When we bought the trailer here in Paradise Cove 14 years ago, a series of bruising law suits between residents and the park's owners had turned it into a risky investment and home values had tanked. We had a tiny down payment and this was the only place we could afford. Anywhere.
It was quiet here, a mix of families and retirees. There were no car alarms. There were very few golf carts. You knew everyone you saw on the beach.
In the parking lot below the bluff, The Sand Castle, a full-service restaurant, puttered along. It was a throw-back, Cape Cod decor on the outside, red leather booths and a slightly stodgy menu on the inside. A loyal clientele of regulars kept it going, though weekends and summers saw in increase in tourists and savvy beach goers. The only time The Sand Castle was ever truly jammed was during the fall fires, when it became a de facto evacuation center.
And then, Hollywood-style, Paradise Cove was discovered. The Travel Channel aired a breathless piece about "Millionaire Mobile Home Parks". A story about upscale mobile home remodels made the Home section of the LA Times (and yes, you might recognize the byline). That story got picked up the following week by Good Morning America, then the New York Times, and on and on and that was that. Within months, the Cove had its first million-dollar mobile home sale. Sure, it was for a place right on the bluff with an amazing view, but still, a million dollars for a trailer? (And no, ours isn't worth anywhere near that. Still, if we were to sell now, there's no way we could ever afford to get back in.)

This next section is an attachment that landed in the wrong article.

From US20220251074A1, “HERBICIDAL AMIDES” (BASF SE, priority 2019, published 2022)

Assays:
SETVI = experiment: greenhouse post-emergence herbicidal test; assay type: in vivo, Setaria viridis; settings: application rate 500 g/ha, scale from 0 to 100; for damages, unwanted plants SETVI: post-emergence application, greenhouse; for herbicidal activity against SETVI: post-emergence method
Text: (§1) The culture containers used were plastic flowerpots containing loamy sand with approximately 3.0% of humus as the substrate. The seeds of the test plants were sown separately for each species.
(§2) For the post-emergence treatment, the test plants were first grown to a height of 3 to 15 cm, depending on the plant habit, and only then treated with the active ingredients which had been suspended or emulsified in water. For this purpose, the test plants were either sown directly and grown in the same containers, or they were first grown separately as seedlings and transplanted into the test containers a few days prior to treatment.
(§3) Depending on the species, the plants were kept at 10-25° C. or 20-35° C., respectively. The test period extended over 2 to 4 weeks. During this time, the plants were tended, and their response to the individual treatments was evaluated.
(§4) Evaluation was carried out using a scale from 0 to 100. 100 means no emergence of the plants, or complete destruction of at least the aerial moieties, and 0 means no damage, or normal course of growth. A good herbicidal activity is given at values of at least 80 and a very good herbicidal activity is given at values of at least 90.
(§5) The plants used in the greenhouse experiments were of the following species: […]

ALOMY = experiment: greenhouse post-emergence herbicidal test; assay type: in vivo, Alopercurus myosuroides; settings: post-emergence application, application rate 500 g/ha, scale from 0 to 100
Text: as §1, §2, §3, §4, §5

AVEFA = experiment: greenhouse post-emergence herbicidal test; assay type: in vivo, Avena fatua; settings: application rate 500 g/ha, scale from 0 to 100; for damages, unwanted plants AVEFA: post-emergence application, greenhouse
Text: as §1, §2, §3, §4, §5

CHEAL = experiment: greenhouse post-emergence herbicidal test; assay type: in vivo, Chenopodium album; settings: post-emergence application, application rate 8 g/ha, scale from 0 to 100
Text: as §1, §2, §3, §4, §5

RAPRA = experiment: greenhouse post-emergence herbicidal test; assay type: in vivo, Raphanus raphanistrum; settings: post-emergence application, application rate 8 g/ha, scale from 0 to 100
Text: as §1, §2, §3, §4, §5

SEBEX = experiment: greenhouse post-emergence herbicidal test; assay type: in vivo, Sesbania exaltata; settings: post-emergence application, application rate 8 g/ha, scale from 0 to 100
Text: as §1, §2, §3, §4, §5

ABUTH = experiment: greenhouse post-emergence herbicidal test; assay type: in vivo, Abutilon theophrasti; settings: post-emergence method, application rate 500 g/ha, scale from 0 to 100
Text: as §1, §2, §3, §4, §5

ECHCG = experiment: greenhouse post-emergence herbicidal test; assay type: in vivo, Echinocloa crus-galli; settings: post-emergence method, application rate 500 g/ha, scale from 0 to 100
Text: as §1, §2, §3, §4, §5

Since then, two-thirds of the houses on my street have sold at least once, most as second homes used only on weekends. The Sand Castle was also sold and the owners of the Paradise Cove Beach Cafe came in. They've added outdoor seating, outdoor bedding and advertised everywhere. The place is always booming. And now the Cove is brawling, a collision between the brash and fast-paced outside world and what was once a quiet, sleepy, little beach.